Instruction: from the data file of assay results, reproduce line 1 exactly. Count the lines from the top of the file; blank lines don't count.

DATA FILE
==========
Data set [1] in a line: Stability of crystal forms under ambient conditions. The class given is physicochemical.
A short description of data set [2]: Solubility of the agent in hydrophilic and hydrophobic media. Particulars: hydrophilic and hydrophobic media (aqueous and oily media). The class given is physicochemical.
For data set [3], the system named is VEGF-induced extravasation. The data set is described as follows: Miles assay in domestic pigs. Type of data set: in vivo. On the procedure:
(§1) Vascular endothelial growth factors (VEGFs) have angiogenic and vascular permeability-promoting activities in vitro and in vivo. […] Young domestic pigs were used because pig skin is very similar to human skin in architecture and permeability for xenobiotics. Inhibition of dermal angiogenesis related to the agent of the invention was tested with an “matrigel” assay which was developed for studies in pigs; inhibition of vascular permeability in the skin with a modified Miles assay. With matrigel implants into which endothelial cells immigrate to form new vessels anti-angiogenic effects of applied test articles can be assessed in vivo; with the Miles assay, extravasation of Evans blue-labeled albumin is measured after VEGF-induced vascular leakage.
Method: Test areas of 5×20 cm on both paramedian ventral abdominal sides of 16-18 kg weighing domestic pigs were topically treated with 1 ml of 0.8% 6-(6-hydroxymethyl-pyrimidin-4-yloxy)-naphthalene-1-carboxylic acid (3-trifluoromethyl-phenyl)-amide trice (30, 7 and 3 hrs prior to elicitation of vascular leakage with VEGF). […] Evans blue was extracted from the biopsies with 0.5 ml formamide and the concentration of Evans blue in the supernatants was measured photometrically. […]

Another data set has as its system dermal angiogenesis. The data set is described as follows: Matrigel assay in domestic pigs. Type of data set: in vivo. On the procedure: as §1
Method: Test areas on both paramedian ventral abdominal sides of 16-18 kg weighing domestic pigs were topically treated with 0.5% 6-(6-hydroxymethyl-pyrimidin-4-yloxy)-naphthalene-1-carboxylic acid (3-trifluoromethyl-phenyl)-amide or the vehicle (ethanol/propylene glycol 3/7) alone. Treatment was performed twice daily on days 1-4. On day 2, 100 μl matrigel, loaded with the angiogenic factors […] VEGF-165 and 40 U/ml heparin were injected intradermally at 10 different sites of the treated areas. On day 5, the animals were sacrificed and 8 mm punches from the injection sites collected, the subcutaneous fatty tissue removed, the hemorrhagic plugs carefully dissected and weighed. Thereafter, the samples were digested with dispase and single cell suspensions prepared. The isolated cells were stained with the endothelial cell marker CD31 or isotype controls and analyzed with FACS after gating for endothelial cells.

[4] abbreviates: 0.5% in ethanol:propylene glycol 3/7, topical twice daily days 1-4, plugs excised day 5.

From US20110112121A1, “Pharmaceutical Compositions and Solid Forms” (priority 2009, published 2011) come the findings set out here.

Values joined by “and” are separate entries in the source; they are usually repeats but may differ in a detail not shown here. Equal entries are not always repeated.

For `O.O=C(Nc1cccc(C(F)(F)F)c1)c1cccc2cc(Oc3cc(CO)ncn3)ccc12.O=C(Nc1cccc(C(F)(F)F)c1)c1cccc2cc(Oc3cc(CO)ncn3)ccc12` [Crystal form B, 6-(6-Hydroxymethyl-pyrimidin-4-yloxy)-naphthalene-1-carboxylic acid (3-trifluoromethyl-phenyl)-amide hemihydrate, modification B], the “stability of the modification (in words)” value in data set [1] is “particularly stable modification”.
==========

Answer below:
Data set [1] in a line: Stability of crystal forms under ambient conditions. The class given is physicochemical.